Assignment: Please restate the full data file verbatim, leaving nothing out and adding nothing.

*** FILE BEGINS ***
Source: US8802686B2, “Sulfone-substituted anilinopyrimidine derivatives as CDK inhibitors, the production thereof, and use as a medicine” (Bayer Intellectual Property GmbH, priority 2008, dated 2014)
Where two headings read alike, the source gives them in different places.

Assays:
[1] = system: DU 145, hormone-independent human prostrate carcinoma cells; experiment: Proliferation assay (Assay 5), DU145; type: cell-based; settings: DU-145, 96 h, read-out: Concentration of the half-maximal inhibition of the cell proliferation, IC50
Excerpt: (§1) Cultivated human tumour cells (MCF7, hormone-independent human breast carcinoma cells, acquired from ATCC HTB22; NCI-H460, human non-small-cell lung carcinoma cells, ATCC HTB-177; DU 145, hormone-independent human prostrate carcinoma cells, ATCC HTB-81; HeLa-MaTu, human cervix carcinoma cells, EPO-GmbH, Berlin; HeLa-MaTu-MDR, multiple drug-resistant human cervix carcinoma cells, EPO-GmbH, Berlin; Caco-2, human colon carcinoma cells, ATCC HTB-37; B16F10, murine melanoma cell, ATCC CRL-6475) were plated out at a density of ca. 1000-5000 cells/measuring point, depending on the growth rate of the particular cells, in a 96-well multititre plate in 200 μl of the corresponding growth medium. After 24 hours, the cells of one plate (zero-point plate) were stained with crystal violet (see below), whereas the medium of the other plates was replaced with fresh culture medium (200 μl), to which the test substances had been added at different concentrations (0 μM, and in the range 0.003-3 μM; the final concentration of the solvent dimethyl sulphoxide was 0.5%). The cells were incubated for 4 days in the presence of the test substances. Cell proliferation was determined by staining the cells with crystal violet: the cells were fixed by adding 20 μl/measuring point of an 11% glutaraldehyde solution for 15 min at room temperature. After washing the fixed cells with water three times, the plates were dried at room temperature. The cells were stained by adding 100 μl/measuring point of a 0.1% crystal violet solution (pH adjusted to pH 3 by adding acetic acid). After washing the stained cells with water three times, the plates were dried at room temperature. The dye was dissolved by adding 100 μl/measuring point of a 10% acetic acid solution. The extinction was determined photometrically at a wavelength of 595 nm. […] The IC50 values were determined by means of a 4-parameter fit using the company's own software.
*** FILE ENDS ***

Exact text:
Source: US8802686B2, “Sulfone-substituted anilinopyrimidine derivatives as CDK inhibitors, the production thereof, and use as a medicine” (Bayer Intellectual Property GmbH, priority 2008, dated 2014)
Where two headings read alike, the source gives them in different places.

Assays:
[1] = system: DU 145, hormone-independent human prostrate carcinoma cells; experiment: Proliferation assay (Assay 5), DU145; type: cell-based; settings: DU-145, 96 h, read-out: Concentration of the half-maximal inhibition of the cell proliferation, IC50
Excerpt: (§1) Cultivated human tumour cells (MCF7, hormone-independent human breast carcinoma cells, acquired from ATCC HTB22; NCI-H460, human non-small-cell lung carcinoma cells, ATCC HTB-177; DU 145, hormone-independent human prostrate carcinoma cells, ATCC HTB-81; HeLa-MaTu, human cervix carcinoma cells, EPO-GmbH, Berlin; HeLa-MaTu-MDR, multiple drug-resistant human cervix carcinoma cells, EPO-GmbH, Berlin; Caco-2, human colon carcinoma cells, ATCC HTB-37; B16F10, murine melanoma cell, ATCC CRL-6475) were plated out at a density of ca. 1000-5000 cells/measuring point, depending on the growth rate of the particular cells, in a 96-well multititre plate in 200 μl of the corresponding growth medium. After 24 hours, the cells of one plate (zero-point plate) were stained with crystal violet (see below), whereas the medium of the other plates was replaced with fresh culture medium (200 μl), to which the test substances had been added at different concentrations (0 μM, and in the range 0.003-3 μM; the final concentration of the solvent dimethyl sulphoxide was 0.5%). The cells were incubated for 4 days in the presence of the test substances. Cell proliferation was determined by staining the cells with crystal violet: the cells were fixed by adding 20 μl/measuring point of an 11% glutaraldehyde solution for 15 min at room temperature. After washing the fixed cells with water three times, the plates were dried at room temperature. The cells were stained by adding 100 μl/measuring point of a 0.1% crystal violet solution (pH adjusted to pH 3 by adding acetic acid). After washing the stained cells with water three times, the plates were dried at room temperature. The dye was dissolved by adding 100 μl/measuring point of a 10% acetic acid solution. The extinction was determined photometrically at a wavelength of 595 nm. […] The IC50 values were determined by means of a 4-parameter fit using the company's own software.